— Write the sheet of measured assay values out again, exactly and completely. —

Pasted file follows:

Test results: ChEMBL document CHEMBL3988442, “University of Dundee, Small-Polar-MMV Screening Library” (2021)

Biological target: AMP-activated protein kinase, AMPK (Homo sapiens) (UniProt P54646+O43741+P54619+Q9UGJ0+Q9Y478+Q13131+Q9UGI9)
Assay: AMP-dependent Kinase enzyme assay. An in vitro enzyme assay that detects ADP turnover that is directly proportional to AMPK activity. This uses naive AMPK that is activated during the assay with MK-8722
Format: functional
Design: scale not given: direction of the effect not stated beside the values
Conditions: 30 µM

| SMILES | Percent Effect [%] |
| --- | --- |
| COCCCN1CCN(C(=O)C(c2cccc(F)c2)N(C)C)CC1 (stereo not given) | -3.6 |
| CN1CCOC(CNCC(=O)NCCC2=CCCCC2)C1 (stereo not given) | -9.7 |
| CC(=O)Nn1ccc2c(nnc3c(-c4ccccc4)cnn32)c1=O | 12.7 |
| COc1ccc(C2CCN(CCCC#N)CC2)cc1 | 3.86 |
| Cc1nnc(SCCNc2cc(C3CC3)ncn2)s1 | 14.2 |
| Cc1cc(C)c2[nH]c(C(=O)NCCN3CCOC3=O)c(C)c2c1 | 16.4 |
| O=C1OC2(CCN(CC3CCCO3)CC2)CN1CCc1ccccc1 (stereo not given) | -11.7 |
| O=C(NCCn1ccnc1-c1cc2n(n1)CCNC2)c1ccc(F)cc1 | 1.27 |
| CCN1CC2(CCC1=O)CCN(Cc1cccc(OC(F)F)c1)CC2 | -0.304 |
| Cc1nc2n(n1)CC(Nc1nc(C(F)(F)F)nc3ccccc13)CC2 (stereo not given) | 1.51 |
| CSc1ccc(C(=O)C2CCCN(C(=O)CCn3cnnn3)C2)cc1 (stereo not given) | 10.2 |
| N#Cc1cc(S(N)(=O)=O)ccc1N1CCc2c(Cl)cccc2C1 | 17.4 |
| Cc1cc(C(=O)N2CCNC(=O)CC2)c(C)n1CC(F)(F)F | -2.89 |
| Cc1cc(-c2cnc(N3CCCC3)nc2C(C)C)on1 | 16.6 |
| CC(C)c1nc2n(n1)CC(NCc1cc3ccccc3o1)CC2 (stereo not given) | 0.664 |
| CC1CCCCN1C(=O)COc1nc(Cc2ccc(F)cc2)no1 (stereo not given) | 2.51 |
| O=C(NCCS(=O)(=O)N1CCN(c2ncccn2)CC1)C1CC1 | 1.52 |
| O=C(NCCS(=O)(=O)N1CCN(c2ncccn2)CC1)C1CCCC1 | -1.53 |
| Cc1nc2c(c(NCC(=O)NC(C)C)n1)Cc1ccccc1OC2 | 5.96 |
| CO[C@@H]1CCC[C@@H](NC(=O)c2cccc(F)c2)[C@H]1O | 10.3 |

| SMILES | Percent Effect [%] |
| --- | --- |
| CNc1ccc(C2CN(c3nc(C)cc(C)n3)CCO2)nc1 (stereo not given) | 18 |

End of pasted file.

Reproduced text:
Test results: ChEMBL document CHEMBL3988442, “University of Dundee, Small-Polar-MMV Screening Library” (2021)

Biological target: AMP-activated protein kinase, AMPK (Homo sapiens) (UniProt P54646+O43741+P54619+Q9UGJ0+Q9Y478+Q13131+Q9UGI9)
Assay: AMP-dependent Kinase enzyme assay. An in vitro enzyme assay that detects ADP turnover that is directly proportional to AMPK activity. This uses naive AMPK that is activated during the assay with MK-8722
Format: functional
Design: scale not given: direction of the effect not stated beside the values
Conditions: 30 µM

| SMILES | Percent Effect [%] |
| --- | --- |
| COCCCN1CCN(C(=O)C(c2cccc(F)c2)N(C)C)CC1 (stereo not given) | -3.6 |
| CN1CCOC(CNCC(=O)NCCC2=CCCCC2)C1 (stereo not given) | -9.7 |
| CC(=O)Nn1ccc2c(nnc3c(-c4ccccc4)cnn32)c1=O | 12.7 |
| COc1ccc(C2CCN(CCCC#N)CC2)cc1 | 3.86 |
| Cc1nnc(SCCNc2cc(C3CC3)ncn2)s1 | 14.2 |
| Cc1cc(C)c2[nH]c(C(=O)NCCN3CCOC3=O)c(C)c2c1 | 16.4 |
| O=C1OC2(CCN(CC3CCCO3)CC2)CN1CCc1ccccc1 (stereo not given) | -11.7 |
| O=C(NCCn1ccnc1-c1cc2n(n1)CCNC2)c1ccc(F)cc1 | 1.27 |
| CCN1CC2(CCC1=O)CCN(Cc1cccc(OC(F)F)c1)CC2 | -0.304 |
| Cc1nc2n(n1)CC(Nc1nc(C(F)(F)F)nc3ccccc13)CC2 (stereo not given) | 1.51 |
| CSc1ccc(C(=O)C2CCCN(C(=O)CCn3cnnn3)C2)cc1 (stereo not given) | 10.2 |
| N#Cc1cc(S(N)(=O)=O)ccc1N1CCc2c(Cl)cccc2C1 | 17.4 |
| Cc1cc(C(=O)N2CCNC(=O)CC2)c(C)n1CC(F)(F)F | -2.89 |
| Cc1cc(-c2cnc(N3CCCC3)nc2C(C)C)on1 | 16.6 |
| CC(C)c1nc2n(n1)CC(NCc1cc3ccccc3o1)CC2 (stereo not given) | 0.664 |
| CC1CCCCN1C(=O)COc1nc(Cc2ccc(F)cc2)no1 (stereo not given) | 2.51 |
| O=C(NCCS(=O)(=O)N1CCN(c2ncccn2)CC1)C1CC1 | 1.52 |
| O=C(NCCS(=O)(=O)N1CCN(c2ncccn2)CC1)C1CCCC1 | -1.53 |
| Cc1nc2c(c(NCC(=O)NC(C)C)n1)Cc1ccccc1OC2 | 5.96 |
| CO[C@@H]1CCC[C@@H](NC(=O)c2cccc(F)c2)[C@H]1O | 10.3 |

| SMILES | Percent Effect [%] |
| --- | --- |
| CNc1ccc(C2CN(c3nc(C)cc(C)n3)CCO2)nc1 (stereo not given) | 18 |